Websites that rank in the top positions for Google usually have a large number of social signals, but then it could just be that people naturally share popular, well-ranked sites.
The correlation also holds firm at the other end of the scale, as sites with low rankings also have a lower number of social signals.
The data shows that +1s from Google+ tend to have the strongest correlation with high rankings, followed by various types of Facebook shares.
Pinterest has the lowest correlation of the four main social networks.
The emergence of Google+ in the report is of particular interest. When Searchmetrics produced the report last year it was not possible to make any meaningful statements about G+ due to insufficient data, but in 2013 G+ signals are just behind tweets in absolute terms.
But more significantly, +1s show the highest correlation with good rankings.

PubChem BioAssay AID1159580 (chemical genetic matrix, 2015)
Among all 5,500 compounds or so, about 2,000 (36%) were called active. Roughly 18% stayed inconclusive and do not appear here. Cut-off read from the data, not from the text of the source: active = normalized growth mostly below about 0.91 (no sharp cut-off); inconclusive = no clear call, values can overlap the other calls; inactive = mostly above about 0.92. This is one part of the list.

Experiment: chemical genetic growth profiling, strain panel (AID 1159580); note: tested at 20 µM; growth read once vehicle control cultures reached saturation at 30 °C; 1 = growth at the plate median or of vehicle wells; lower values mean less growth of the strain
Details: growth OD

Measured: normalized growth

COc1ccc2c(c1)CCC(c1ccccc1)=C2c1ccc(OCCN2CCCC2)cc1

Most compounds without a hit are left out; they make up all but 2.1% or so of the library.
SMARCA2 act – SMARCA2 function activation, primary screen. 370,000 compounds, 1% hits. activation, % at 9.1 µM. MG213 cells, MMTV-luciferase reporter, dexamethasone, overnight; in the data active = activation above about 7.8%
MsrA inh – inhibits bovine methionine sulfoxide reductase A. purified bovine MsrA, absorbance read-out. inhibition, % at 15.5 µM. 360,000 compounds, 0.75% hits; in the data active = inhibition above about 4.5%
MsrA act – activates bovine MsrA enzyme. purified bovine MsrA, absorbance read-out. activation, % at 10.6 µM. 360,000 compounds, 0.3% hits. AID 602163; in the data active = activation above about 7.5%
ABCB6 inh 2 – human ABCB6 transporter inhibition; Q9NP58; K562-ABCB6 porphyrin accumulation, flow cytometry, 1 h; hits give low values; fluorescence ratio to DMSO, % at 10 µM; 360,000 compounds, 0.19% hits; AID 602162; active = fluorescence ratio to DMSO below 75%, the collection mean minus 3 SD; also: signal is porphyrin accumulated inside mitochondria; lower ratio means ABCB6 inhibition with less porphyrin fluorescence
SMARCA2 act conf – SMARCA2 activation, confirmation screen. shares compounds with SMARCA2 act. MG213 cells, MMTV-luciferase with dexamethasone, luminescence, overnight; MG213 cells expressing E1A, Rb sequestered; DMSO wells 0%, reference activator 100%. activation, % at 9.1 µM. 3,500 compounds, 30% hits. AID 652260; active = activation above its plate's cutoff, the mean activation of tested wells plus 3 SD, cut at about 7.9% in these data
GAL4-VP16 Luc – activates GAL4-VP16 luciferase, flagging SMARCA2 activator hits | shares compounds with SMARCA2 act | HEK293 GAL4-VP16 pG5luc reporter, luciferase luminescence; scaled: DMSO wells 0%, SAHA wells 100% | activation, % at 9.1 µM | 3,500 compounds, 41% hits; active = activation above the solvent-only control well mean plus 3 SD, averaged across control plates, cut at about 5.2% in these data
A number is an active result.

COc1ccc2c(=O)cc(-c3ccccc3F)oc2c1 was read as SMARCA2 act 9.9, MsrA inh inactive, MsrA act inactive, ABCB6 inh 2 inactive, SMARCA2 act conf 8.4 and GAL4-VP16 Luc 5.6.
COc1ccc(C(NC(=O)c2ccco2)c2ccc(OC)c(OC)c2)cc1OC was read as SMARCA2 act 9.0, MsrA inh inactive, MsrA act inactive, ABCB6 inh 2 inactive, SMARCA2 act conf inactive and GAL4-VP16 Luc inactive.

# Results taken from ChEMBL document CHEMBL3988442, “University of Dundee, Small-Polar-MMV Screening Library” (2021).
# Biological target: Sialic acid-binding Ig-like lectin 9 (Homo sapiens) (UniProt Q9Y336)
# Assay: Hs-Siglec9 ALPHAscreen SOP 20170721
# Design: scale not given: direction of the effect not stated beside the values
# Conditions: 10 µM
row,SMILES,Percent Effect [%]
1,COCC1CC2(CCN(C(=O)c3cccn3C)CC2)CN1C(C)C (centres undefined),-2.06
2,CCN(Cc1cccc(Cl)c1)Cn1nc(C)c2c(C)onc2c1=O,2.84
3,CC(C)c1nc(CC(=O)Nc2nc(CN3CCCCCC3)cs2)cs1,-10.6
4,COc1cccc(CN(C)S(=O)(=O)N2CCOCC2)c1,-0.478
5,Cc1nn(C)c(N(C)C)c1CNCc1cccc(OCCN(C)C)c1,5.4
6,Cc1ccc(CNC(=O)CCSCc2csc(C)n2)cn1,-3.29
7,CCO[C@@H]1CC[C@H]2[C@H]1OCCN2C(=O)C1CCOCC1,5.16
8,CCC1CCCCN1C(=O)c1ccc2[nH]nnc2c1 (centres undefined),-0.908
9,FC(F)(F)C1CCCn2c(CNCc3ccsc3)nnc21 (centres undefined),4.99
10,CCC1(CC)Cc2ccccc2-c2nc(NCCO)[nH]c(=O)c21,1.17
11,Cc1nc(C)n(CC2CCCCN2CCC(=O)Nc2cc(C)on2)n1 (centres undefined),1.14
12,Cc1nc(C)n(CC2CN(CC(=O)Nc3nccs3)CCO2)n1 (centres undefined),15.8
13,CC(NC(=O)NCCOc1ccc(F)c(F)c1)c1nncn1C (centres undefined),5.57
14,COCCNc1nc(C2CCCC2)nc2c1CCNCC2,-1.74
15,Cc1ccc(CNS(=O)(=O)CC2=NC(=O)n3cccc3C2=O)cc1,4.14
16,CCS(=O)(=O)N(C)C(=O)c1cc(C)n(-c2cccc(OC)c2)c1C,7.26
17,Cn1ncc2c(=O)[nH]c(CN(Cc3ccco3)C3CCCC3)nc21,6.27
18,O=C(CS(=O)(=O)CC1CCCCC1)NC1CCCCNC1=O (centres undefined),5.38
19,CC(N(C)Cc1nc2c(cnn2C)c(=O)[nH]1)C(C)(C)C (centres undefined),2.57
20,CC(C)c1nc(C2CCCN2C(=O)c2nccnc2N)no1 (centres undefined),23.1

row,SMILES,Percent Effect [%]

There are obviously caveats to this though, not least that it’s still far more common for people to share things on Facebook than on G+. Therefore it stands to reason that sites lower down the rankings will have more Facebook shares than +1s.
Furthermore, the new Econsultancy/Netbooster UK Search Engine Marketing Report 2013 shows that 51% of agencies say Google+ has had no impact on their search campaigns, so clearly the jury is still out on whether there is actually any causation between high rankings and a high number of +1s.
Even so, is it time for businesses to begin taking Google+ more seriously? We’ve previously looked at how top brands use Google+, and overall there seems to be little interest in maintaining an active brand page.
Among the most indifferent brands are Walmart, Best Buy and LL Bean, which have established brand pages but done nothing with them.